Many of the government-run marketplaces were overwhelmed by visitors since the start.
But the persistent lags and difficulties getting through the enrollment process on Healthcare.gov—which is acting as an insurance marketplace for the 36 states not running their own exchanges—have drawn the most attention.
"What was supposed to be 'simple as buying airline tickets on a website' has turned into trying to find a needle in a haystack," said Barry Sloane, CEO of Newtek, a health insurance brokerage for small businesses.
The Health and Human Services Department, which operates the federal marketplace, is working aggressively to fix the site's slow speed, which it blames on too many people trying to create accounts, and check out the prices of plans being offered by competing insurers.
But experts have pointed to software flaws as the main source of problems.
(Read more: Obamacare deadlines)
Sumit Nijhawan, CEO of insurance data integrity provider Infogix, said, "My crystal ball tells me it's going to take anywhere from six to nine months" to resolve those problems. Nijhawan said the problems could get a bit worse before they get better when exchanges start dealing with a large influx of people enrolling before the Dec. 15 deadline for the start of coverage on Jan. 1.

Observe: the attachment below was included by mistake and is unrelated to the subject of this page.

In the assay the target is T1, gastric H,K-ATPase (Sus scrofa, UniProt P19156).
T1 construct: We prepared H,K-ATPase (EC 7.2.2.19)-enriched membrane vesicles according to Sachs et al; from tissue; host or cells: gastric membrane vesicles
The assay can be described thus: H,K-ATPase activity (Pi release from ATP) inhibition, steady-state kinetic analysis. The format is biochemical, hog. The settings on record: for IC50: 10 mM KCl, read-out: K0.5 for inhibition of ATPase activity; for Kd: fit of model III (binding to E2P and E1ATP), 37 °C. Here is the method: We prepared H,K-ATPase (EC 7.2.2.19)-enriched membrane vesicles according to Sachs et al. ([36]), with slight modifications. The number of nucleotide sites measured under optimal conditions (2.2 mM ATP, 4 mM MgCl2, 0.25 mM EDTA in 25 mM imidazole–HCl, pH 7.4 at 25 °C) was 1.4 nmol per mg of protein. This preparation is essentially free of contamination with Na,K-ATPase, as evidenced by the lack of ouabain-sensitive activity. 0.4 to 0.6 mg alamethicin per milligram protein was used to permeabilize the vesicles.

More strains to come
Joel Ario, who headed HHS's health insurance exchange office from 2010 until 2012, told Time.com that government exchanges need to quickly make necessary tech fixes or face serious enrollment problems.
"By November—certainly the middle of November—the sites have to be able to handle major traffic for people to be able to set up accounts and purchase coverage," Ario told Time.
Infogix's chief product officer, Bobby Koritala, said many of the strains will come after people are enrolled and have their eligibility for government subsidies to buy insurance verified.
"The membership subsidies are simple" to handle, Koritala said. Much trickier, he said, will be processing billings, changes in people's incomes and calculating the subsidies that can be used to offset the cost of out-of-pocket expenses such as co-pays.